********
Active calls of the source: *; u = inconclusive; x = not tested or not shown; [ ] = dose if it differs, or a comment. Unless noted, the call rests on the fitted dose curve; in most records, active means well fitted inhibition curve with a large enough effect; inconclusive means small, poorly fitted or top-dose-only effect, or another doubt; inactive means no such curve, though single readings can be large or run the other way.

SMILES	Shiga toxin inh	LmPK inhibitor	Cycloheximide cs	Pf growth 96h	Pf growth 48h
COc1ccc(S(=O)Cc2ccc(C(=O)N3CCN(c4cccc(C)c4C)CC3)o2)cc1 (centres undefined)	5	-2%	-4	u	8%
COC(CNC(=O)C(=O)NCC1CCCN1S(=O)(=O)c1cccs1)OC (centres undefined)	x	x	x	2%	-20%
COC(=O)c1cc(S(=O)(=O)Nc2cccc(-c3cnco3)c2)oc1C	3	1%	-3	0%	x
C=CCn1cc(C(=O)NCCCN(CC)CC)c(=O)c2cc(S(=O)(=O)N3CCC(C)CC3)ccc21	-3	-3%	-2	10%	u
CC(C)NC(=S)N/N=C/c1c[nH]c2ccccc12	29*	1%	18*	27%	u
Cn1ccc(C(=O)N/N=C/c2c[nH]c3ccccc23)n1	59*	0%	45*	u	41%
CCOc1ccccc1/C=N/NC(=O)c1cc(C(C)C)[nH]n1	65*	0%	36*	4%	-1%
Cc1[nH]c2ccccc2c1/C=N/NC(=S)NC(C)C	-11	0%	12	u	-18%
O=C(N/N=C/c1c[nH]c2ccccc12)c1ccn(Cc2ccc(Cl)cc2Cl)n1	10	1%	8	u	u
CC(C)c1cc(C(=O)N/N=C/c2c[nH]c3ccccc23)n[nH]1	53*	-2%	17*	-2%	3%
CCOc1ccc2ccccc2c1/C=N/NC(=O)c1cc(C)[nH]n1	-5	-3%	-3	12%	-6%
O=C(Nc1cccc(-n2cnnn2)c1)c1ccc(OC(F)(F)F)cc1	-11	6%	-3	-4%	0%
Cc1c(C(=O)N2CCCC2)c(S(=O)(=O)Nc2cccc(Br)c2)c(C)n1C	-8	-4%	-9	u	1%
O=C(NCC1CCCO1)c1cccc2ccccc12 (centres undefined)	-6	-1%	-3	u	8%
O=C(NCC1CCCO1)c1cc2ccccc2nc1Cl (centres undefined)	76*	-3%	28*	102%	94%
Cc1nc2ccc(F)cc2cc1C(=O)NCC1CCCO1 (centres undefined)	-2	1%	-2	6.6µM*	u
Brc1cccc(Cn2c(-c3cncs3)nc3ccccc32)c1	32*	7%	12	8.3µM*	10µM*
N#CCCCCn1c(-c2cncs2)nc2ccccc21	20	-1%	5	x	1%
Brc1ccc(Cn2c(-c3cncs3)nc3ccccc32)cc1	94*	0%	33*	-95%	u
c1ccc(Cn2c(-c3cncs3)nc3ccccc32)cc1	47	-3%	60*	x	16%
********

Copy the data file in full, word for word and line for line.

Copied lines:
Active calls of the source: *; u = inconclusive; x = not tested or not shown; [ ] = dose if it differs, or a comment. Unless noted, the call rests on the fitted dose curve; in most records, active means well fitted inhibition curve with a large enough effect; inconclusive means small, poorly fitted or top-dose-only effect, or another doubt; inactive means no such curve, though single readings can be large or run the other way.

SMILES	Shiga toxin inh	LmPK inhibitor	Cycloheximide cs	Pf growth 96h	Pf growth 48h
COc1ccc(S(=O)Cc2ccc(C(=O)N3CCN(c4cccc(C)c4C)CC3)o2)cc1 (centres undefined)	5	-2%	-4	u	8%
COC(CNC(=O)C(=O)NCC1CCCN1S(=O)(=O)c1cccs1)OC (centres undefined)	x	x	x	2%	-20%
COC(=O)c1cc(S(=O)(=O)Nc2cccc(-c3cnco3)c2)oc1C	3	1%	-3	0%	x
C=CCn1cc(C(=O)NCCCN(CC)CC)c(=O)c2cc(S(=O)(=O)N3CCC(C)CC3)ccc21	-3	-3%	-2	10%	u
CC(C)NC(=S)N/N=C/c1c[nH]c2ccccc12	29*	1%	18*	27%	u
Cn1ccc(C(=O)N/N=C/c2c[nH]c3ccccc23)n1	59*	0%	45*	u	41%
CCOc1ccccc1/C=N/NC(=O)c1cc(C(C)C)[nH]n1	65*	0%	36*	4%	-1%
Cc1[nH]c2ccccc2c1/C=N/NC(=S)NC(C)C	-11	0%	12	u	-18%
O=C(N/N=C/c1c[nH]c2ccccc12)c1ccn(Cc2ccc(Cl)cc2Cl)n1	10	1%	8	u	u
CC(C)c1cc(C(=O)N/N=C/c2c[nH]c3ccccc23)n[nH]1	53*	-2%	17*	-2%	3%
CCOc1ccc2ccccc2c1/C=N/NC(=O)c1cc(C)[nH]n1	-5	-3%	-3	12%	-6%
O=C(Nc1cccc(-n2cnnn2)c1)c1ccc(OC(F)(F)F)cc1	-11	6%	-3	-4%	0%
Cc1c(C(=O)N2CCCC2)c(S(=O)(=O)Nc2cccc(Br)c2)c(C)n1C	-8	-4%	-9	u	1%
O=C(NCC1CCCO1)c1cccc2ccccc12 (centres undefined)	-6	-1%	-3	u	8%
O=C(NCC1CCCO1)c1cc2ccccc2nc1Cl (centres undefined)	76*	-3%	28*	102%	94%
Cc1nc2ccc(F)cc2cc1C(=O)NCC1CCCO1 (centres undefined)	-2	1%	-2	6.6µM*	u
Brc1cccc(Cn2c(-c3cncs3)nc3ccccc32)c1	32*	7%	12	8.3µM*	10µM*
N#CCCCCn1c(-c2cncs2)nc2ccccc21	20	-1%	5	x	1%
Brc1ccc(Cn2c(-c3cncs3)nc3ccccc32)cc1	94*	0%	33*	-95%	u
c1ccc(Cn2c(-c3cncs3)nc3ccccc32)cc1	47	-3%	60*	x	16%